From the biblioblogosphere there are some interesting SBL papers around the corner:
Sean the Baptist will be Re-reading the Great Commission (Matthew 28.16-20) in Imperial Context, engaging postcolonial readings of the text and offering an alternative.
Rick Brannan is going after Modifiers in the Pastoral Epistles, examining word group usage data in comparing the Paulines and Pastorals.
Stephen Carlson has two papers, one The Nineteenth-Century Exemplar of "Archaic Mark" (MS 2427), the other Luke's Panel Technique for "Orderly" Narration.
Michael Bird will answer Who Comes from the East and the West? Luke 13.28-29/Matt 8.11-12 and the Historical Jesus, engaging (and disagreeing with) Dale Allison's argument that Jesus was referring to Jews in the Diaspora rather than Gentiles.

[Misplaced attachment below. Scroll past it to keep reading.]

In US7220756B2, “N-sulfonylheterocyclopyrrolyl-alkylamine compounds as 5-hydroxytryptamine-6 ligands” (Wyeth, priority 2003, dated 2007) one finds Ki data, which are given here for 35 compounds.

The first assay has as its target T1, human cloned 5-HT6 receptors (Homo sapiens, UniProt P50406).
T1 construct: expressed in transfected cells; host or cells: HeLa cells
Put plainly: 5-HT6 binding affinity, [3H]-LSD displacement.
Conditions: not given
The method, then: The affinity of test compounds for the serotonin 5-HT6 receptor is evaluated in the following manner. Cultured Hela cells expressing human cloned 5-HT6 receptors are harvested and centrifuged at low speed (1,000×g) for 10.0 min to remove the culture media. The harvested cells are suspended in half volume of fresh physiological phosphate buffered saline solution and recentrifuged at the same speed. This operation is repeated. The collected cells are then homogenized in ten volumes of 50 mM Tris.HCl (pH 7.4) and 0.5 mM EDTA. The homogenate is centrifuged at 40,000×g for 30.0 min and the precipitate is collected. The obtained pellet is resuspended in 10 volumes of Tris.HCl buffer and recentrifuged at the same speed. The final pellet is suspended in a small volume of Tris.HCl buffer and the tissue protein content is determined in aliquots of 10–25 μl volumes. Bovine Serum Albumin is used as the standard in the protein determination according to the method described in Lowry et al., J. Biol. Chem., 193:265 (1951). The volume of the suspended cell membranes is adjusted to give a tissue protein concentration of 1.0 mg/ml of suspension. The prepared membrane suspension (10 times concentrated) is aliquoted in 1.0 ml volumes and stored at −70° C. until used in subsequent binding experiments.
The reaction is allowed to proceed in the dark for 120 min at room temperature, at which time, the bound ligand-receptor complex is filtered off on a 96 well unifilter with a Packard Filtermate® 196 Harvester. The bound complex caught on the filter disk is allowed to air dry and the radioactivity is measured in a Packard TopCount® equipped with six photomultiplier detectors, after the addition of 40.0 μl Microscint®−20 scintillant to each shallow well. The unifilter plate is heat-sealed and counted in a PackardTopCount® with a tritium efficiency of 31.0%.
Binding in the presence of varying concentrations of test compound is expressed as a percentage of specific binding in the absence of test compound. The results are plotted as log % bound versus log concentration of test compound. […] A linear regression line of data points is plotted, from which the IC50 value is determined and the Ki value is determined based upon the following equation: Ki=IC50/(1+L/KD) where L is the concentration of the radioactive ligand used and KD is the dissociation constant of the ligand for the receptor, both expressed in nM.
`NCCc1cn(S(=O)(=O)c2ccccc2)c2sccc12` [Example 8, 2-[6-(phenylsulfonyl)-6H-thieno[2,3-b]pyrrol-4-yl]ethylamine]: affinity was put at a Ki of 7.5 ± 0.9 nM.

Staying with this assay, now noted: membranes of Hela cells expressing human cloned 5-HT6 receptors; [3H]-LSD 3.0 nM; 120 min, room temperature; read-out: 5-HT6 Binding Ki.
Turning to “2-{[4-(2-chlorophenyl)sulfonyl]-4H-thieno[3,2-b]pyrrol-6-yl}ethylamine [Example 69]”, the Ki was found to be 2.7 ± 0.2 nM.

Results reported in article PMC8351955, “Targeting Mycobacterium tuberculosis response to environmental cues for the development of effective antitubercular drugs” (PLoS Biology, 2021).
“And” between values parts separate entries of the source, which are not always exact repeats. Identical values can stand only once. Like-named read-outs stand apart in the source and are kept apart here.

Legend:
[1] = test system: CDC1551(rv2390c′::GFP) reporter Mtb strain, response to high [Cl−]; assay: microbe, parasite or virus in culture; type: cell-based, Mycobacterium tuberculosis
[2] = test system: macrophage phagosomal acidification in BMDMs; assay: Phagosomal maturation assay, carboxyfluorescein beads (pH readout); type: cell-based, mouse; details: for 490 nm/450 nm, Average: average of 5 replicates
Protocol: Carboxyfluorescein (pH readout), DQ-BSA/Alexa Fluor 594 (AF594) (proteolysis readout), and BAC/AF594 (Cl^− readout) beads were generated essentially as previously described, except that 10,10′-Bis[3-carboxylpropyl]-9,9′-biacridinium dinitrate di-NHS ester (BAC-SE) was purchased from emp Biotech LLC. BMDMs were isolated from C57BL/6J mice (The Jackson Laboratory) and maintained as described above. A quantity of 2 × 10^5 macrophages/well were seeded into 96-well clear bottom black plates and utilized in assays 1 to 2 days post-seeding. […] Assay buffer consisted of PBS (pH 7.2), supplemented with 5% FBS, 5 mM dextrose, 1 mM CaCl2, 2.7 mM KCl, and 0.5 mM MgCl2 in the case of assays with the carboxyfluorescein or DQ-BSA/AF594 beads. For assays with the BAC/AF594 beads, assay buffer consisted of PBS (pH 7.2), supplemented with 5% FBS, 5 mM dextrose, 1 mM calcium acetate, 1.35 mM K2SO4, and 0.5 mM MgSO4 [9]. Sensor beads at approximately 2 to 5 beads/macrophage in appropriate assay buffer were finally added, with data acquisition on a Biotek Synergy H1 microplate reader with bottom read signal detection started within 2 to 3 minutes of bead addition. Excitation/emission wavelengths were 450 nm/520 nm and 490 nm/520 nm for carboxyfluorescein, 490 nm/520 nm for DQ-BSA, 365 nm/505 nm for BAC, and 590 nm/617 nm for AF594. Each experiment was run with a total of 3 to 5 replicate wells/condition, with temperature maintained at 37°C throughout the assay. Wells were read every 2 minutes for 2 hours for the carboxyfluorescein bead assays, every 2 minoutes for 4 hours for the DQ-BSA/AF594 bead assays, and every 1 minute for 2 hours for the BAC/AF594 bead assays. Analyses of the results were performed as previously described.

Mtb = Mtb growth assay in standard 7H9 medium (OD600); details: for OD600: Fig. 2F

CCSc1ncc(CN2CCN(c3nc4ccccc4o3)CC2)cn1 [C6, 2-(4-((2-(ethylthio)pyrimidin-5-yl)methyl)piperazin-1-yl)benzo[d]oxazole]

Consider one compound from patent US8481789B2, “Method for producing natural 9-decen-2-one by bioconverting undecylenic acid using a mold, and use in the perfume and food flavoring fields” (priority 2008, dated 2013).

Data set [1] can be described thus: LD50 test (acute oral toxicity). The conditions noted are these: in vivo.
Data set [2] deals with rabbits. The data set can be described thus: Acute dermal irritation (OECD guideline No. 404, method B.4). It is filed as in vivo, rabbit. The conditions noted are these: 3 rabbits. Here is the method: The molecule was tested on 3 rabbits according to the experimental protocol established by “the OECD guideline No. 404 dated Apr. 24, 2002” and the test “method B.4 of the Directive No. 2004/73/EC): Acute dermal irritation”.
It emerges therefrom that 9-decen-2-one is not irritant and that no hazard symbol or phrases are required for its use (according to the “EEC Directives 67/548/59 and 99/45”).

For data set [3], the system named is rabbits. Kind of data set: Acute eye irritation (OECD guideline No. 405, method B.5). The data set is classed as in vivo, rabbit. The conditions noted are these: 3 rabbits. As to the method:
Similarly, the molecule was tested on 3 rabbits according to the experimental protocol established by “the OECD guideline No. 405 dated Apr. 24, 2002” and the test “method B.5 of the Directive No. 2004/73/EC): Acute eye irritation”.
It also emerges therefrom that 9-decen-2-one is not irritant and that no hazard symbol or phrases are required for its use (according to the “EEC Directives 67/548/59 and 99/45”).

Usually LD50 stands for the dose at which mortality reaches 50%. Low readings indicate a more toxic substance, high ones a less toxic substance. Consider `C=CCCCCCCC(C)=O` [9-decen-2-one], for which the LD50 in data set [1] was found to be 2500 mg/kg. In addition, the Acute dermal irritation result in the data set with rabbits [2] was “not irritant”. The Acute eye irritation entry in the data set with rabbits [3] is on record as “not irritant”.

And as we all know, Mark Goodacre will present some of the material from his current blog series and explain why he thinks many of Paul's Galatian converts were Already Circumcised when the letter was written.
UPDATE: Chris Heard will tell us What the Mob Wants Lot to Do in Genesis 19:9 -- is it "stand back" or "come closer"? -- and he's also going to talk about that atrocious Jay-and-Silent-Bob movie Dogma.
Danny Zacharias thinks The Influence of Old Greek Daniel 7:13-14 on Matthew's "Son of Man" is significant.
And Jim Davila is presenting two papers, one Scripture as Prophetically Revealed Writing, the other The Hekhalot Literature and the Ancient Jewish Apocalypses.